The old quote and it seems to pertinent today is never let the truth get in the way of a good story. USA Today is one of those organizations that subscribes to that sort of theory. Barely clinging onto relevance they are pretty much willing to do whatever they can so people still listen to them.
Anyone who knows anything about guns knows that, in the wake of a mass shooting tragedy, everybody who knows nothing about guns is going to be all over the media pretending to know everything about them.
That highly predictable routine was unchaged after Sunday’s mass shooting in Sutherland Springs, Texas, where 26 worshippers were killed at the First Baptist Church by a deranged shooter.
Of course, the gunman was using a semi-automatic rifle — the kind so often mislabeled as “assault rifles” when this sort of thing occurs. In this case, it was a Ruger AR-556 — usually referred to as an “AR-15-style rifle” by the media because they’re lazy. (And they’ve tried to make the AR-15 into a representation of everything bad about guns in the same way that Mephistopheles is a representation of everything bad about the afterlife.)
In fact, the Ruger is an updated AR-15, which USA Today didn’t point out when it did a video about it. USA Today did, however, mention some of the evil-looking add-ons you can use to update the rifle even further.
Watch it here. See if you can spot the one that proves USA Today’s social media department’s gatekeeping may not be the most, um, thorough in the industry:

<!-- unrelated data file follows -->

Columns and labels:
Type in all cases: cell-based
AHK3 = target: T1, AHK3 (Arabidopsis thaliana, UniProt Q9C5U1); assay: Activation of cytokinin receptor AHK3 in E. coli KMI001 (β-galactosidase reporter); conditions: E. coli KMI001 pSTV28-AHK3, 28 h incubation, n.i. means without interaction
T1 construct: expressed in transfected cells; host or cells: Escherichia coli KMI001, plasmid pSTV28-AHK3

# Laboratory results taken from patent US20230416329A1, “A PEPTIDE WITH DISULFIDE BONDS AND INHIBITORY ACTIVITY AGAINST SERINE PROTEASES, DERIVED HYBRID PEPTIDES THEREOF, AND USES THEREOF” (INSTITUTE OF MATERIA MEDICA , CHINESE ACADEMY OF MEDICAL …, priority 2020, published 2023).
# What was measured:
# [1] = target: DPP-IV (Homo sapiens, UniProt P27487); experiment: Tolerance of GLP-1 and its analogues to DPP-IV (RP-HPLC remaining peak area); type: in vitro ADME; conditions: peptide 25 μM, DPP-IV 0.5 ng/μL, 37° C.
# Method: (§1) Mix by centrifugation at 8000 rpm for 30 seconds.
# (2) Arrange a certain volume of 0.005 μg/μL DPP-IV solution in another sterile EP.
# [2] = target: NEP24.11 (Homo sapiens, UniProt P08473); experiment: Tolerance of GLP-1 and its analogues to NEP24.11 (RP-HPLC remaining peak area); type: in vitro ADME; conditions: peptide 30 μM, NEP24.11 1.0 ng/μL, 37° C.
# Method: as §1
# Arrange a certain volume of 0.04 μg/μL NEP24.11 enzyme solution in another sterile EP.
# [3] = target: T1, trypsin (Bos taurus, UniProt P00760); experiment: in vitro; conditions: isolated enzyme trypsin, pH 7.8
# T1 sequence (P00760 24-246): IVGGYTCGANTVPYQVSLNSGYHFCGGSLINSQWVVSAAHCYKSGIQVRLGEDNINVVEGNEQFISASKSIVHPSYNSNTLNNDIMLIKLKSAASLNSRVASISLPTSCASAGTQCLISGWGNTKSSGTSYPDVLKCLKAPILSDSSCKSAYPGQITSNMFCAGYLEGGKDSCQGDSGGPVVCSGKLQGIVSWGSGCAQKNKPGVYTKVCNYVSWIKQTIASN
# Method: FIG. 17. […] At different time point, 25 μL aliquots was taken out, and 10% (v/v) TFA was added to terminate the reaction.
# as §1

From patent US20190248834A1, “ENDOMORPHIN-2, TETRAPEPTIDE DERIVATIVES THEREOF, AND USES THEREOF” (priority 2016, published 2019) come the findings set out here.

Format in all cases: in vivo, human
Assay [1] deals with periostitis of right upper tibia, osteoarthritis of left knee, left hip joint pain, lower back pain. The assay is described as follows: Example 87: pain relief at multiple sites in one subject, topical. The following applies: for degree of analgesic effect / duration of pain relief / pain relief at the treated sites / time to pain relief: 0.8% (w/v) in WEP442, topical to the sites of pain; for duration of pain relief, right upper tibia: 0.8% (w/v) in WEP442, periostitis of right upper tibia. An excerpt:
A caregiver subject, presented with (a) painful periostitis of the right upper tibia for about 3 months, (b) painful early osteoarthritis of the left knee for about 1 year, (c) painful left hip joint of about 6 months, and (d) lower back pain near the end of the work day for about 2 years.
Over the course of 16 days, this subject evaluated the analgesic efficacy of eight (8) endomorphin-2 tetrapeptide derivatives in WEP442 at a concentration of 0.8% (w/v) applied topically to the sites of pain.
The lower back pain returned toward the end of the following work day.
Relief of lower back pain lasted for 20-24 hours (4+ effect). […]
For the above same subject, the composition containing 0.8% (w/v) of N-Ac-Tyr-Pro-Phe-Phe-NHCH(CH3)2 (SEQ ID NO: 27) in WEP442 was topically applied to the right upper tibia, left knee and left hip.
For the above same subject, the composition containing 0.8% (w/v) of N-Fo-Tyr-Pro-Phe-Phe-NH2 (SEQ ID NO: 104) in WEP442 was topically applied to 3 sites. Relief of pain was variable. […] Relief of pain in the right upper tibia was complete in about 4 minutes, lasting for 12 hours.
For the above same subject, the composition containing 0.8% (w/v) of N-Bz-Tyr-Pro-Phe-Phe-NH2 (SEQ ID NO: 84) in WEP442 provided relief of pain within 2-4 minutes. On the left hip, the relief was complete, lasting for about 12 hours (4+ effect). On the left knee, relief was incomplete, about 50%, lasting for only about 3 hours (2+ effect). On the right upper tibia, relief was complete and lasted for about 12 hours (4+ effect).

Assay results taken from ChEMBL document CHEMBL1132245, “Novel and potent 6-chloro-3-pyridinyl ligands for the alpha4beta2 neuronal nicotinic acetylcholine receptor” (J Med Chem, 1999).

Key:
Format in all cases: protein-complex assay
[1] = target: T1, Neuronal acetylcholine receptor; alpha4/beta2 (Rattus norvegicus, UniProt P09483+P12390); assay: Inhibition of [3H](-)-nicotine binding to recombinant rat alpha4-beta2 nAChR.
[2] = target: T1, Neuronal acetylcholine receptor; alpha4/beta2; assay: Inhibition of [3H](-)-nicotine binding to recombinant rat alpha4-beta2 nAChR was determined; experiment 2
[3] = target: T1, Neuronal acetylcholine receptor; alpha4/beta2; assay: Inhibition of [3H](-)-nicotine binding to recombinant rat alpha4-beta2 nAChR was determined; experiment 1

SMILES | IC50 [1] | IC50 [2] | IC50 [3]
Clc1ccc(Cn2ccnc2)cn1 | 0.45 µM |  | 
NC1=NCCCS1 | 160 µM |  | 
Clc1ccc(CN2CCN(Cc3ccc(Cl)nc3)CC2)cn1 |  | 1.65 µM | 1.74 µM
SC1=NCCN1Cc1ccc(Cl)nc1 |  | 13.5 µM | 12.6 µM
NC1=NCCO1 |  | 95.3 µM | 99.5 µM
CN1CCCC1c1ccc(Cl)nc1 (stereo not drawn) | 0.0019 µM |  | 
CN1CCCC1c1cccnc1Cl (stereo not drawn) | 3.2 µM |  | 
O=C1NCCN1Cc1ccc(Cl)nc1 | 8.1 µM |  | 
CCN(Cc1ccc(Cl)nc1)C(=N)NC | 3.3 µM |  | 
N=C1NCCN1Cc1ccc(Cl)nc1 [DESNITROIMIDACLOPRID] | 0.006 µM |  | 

Yes, apparently whoever put this together spent more time with “Gears of War” than with research into the Sutherland Springs shooting.
Now, as Independent Journal Review points out, a chainsaw bayonet is theoretically possible to add to a Ruger. In the same way, it’s theoretically possible to add a voice recognition device that automatically causes your rifle to fire off a blank every time a millennial uses “Gucci” as an adjective — just to make millennials soil their pants.
In fact, the latter device would probably be more useful. However, in the real world, neither is actually an optional item that is put onto any rifle anywhere, and the former item would be incredibly stupid and inefficient. There are DIY versions of them, but they’re novelty items that are hardly used, hardly useful, and mostly sound like something out of a video game.
Sadly, that’s likely where USA Today got the idea. See, in “Gears of War,” the blockbuster Xbox title, a chainsaw bayonet is a major part of the game — and very useful, because, unlike reality, this is a digital universe where actual rules of logic don’t have to apply.
According to the Gears of War Wikia, which I’m sure is 100 percent accurate, “(u)nlike the original Lancer’s blade bayonet the chainsaw will not break while slicing through the thick hide of a Locust.”
“The individual blades are very sturdy, enough to withstand the force of another chainsaw bearing down on them.”